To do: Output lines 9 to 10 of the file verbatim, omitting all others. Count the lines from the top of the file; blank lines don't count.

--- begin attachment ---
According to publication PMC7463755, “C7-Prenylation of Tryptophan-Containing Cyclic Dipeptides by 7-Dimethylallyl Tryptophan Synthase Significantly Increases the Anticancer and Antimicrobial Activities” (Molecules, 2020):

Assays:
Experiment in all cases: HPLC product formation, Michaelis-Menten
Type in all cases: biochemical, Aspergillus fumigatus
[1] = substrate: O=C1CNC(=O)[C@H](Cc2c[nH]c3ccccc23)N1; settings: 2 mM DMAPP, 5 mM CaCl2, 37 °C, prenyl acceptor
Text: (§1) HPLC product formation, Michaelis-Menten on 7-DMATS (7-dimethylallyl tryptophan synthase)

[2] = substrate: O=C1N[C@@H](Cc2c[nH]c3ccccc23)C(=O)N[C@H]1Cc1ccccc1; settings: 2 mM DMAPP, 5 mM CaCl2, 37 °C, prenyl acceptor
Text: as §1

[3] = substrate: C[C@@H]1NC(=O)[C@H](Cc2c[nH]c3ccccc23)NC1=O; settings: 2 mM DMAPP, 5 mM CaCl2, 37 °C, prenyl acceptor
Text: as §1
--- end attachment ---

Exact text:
[3] = substrate: C[C@@H]1NC(=O)[C@H](Cc2c[nH]c3ccccc23)NC1=O; settings: 2 mM DMAPP, 5 mM CaCl2, 37 °C, prenyl acceptor
Text: as §1